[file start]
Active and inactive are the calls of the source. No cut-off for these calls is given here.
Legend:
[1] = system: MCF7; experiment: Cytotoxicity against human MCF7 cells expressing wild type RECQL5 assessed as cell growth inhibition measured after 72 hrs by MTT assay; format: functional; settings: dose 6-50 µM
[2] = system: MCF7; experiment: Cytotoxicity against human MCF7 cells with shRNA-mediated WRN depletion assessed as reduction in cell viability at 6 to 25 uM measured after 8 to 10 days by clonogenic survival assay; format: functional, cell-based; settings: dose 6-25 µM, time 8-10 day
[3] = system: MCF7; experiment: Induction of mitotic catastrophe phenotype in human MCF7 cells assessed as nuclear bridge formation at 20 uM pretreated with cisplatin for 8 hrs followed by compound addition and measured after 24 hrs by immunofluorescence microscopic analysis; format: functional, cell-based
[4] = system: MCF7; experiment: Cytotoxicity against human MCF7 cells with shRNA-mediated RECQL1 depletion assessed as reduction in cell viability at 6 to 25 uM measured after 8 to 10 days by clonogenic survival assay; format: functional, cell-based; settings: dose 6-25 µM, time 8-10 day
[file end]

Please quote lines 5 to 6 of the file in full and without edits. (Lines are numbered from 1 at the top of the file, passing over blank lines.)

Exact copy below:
[3] = system: MCF7; experiment: Induction of mitotic catastrophe phenotype in human MCF7 cells assessed as nuclear bridge formation at 20 uM pretreated with cisplatin for 8 hrs followed by compound addition and measured after 24 hrs by immunofluorescence microscopic analysis; format: functional, cell-based
[4] = system: MCF7; experiment: Cytotoxicity against human MCF7 cells with shRNA-mediated RECQL1 depletion assessed as reduction in cell viability at 6 to 25 uM measured after 8 to 10 days by clonogenic survival assay; format: functional, cell-based; settings: dose 6-25 µM, time 8-10 day